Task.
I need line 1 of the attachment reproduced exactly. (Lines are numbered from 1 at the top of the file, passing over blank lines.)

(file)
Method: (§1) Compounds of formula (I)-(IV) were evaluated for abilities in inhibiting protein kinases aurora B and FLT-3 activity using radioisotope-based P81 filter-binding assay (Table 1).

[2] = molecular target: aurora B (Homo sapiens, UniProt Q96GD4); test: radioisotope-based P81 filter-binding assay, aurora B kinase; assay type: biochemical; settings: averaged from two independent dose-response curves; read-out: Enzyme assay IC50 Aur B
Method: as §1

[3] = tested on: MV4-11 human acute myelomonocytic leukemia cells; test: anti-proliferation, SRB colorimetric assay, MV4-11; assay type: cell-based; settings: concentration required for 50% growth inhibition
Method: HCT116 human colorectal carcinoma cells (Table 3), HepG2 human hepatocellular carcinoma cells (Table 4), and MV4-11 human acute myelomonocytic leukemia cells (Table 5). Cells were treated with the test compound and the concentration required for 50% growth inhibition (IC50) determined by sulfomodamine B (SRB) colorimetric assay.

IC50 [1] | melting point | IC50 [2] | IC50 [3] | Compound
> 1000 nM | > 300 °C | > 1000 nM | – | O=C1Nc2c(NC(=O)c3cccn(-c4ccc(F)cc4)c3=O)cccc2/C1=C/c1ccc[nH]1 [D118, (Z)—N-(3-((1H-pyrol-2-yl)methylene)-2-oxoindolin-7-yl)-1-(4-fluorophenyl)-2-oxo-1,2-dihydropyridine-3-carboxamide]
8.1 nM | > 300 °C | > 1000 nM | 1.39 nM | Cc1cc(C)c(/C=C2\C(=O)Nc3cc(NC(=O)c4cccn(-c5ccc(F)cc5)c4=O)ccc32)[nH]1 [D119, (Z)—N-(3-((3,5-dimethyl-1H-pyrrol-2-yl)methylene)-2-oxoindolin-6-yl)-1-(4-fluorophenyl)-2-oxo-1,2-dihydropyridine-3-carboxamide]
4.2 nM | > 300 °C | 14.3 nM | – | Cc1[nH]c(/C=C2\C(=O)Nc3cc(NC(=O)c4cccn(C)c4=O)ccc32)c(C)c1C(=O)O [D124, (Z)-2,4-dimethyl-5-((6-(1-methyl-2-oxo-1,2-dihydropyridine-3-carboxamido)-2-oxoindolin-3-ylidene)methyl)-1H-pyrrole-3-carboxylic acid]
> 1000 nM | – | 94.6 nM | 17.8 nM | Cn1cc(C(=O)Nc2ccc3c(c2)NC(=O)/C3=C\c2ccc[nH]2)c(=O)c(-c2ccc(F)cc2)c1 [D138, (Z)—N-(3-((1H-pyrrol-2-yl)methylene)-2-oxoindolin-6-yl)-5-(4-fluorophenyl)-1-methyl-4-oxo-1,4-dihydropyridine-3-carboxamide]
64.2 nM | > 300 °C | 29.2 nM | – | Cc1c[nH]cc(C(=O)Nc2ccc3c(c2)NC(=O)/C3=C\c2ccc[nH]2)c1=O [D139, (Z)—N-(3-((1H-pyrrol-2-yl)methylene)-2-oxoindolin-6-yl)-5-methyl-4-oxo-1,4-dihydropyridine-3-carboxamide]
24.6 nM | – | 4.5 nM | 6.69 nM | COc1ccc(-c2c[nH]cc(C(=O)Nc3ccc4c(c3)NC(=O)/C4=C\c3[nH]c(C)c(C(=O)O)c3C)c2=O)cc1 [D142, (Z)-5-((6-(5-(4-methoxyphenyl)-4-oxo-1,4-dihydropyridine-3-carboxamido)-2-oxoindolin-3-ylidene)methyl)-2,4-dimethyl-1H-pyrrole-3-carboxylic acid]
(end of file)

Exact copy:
Method: (§1) Compounds of formula (I)-(IV) were evaluated for abilities in inhibiting protein kinases aurora B and FLT-3 activity using radioisotope-based P81 filter-binding assay (Table 1).